Let \(f : \mathbb{Z}^+ \longrightarrow \mathbb{Z}^*\) the function that assigns to each positive integer \(n\) the number of rational numbers \(\frac{p}{q}\) such that \[\begin{equation} \left\lbrace \begin{array}{ccc} p+q = n \\ 0<\frac{p}{q}<1 \\ \gcd(p,q)=1. \end{array}\right. \end{equation}\] For example, when \(n=8,\) we have \(2\) such rational numbers: \(\frac{1}{7}\) and \(\frac{3}{5}\). Hence \(f(8)=2\).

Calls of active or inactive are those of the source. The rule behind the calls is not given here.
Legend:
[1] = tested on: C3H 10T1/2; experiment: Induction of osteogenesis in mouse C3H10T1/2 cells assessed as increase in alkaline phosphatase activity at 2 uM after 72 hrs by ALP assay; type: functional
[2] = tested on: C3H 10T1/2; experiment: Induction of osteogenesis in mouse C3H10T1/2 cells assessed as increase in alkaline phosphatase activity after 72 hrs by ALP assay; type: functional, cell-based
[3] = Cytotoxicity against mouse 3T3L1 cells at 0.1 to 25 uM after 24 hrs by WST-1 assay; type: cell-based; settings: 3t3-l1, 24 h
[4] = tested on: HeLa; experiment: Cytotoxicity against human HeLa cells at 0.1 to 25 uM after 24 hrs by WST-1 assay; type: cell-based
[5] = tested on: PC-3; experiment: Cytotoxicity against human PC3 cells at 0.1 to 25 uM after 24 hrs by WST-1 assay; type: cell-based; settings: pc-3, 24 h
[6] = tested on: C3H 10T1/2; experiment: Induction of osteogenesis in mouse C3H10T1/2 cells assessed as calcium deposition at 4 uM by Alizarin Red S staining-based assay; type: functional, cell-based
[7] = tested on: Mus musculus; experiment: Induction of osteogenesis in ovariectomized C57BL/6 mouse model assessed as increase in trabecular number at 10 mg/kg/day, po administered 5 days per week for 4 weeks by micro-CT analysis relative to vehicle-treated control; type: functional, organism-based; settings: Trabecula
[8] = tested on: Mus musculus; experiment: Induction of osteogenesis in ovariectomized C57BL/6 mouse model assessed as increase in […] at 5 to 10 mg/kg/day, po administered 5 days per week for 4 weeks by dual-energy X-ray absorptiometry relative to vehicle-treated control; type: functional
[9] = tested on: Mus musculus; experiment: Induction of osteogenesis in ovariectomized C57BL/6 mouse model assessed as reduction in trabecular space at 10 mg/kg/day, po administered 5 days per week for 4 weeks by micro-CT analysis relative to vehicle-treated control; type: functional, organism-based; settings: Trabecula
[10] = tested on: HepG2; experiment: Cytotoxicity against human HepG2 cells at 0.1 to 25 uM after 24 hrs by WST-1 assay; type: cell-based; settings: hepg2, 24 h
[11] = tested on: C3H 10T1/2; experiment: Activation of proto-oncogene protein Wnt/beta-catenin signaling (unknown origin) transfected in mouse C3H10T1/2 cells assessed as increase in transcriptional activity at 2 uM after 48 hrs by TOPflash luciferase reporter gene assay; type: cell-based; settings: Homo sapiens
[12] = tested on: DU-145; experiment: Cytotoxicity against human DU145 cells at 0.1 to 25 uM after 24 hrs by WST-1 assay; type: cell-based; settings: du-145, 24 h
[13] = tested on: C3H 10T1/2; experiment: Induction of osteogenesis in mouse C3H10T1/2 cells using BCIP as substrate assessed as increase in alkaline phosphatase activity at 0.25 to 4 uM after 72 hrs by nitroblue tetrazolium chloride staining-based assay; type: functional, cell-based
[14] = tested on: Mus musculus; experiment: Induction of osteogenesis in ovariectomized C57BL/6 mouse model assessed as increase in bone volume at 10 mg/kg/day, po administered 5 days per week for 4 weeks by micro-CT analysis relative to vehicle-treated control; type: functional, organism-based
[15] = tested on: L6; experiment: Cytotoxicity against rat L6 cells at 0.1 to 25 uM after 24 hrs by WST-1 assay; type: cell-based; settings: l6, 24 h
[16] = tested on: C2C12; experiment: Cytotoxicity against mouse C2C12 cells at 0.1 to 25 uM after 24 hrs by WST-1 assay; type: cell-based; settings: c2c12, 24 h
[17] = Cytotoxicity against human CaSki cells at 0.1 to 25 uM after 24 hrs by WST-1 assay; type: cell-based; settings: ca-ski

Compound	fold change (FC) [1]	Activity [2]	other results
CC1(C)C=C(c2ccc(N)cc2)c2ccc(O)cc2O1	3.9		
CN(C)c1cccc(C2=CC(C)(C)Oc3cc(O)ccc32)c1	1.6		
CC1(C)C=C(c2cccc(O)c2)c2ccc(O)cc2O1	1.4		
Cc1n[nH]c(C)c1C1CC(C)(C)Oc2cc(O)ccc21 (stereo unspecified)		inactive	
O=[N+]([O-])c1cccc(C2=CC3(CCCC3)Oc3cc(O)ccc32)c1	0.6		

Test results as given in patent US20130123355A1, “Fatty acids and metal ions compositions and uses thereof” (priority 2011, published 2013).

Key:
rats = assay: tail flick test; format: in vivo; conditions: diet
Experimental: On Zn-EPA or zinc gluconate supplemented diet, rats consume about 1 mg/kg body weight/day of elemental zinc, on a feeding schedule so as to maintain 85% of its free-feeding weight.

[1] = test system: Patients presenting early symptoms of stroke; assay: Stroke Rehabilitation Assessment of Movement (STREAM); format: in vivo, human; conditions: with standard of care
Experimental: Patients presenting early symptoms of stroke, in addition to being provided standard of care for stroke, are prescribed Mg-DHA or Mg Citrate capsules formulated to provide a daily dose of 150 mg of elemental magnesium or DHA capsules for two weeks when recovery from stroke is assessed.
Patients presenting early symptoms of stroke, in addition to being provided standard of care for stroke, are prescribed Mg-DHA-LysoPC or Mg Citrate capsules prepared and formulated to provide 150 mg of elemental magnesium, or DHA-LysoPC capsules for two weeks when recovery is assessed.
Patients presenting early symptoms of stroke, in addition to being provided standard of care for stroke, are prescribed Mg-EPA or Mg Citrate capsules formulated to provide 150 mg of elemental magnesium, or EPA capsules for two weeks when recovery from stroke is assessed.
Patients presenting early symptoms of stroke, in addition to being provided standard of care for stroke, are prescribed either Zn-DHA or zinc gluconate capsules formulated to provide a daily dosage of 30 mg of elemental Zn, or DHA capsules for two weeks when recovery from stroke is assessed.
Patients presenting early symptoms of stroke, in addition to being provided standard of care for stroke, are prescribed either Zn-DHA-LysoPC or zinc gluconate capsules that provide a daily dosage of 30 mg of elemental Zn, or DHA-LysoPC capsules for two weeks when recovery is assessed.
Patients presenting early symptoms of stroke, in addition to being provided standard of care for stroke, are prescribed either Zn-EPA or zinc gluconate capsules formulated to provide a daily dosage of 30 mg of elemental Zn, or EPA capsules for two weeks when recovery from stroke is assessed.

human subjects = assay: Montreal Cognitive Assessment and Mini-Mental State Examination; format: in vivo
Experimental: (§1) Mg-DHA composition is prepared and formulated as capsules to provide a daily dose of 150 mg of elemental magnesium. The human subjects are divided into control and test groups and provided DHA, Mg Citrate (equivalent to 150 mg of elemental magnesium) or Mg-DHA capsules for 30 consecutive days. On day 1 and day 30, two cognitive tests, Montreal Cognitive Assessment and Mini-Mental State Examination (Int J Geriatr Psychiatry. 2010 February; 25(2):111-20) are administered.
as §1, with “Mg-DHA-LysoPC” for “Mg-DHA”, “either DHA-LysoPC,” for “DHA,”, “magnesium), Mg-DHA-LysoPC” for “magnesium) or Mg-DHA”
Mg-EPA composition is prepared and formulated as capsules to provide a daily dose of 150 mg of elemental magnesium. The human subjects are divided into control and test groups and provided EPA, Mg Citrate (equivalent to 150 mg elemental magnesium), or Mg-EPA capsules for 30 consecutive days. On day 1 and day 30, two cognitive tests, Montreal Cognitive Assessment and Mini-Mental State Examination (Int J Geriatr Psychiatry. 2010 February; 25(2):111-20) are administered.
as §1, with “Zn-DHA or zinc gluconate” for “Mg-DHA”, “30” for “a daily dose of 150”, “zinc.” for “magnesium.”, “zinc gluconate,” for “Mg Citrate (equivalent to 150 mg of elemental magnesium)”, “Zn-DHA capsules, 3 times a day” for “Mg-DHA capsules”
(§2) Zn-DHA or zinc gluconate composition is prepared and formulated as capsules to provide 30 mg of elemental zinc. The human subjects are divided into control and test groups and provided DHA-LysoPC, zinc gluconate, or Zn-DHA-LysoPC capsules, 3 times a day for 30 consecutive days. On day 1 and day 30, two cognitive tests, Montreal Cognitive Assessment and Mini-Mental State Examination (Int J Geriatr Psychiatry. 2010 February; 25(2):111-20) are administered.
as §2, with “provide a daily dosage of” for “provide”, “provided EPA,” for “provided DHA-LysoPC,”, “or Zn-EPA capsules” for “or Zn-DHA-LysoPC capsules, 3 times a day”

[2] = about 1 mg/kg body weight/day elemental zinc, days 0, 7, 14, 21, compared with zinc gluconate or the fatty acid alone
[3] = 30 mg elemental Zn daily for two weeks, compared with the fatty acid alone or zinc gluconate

What is the first positive integer \(m\) such that there is no solution to \(f(n)=m?\)

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